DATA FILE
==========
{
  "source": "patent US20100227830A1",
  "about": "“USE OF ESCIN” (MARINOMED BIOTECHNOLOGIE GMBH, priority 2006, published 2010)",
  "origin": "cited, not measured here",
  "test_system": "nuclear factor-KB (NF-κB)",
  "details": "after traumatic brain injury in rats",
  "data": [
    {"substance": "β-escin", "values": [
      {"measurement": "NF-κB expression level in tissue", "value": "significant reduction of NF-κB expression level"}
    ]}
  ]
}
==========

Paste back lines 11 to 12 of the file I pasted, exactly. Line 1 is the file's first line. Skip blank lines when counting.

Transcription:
  ]
}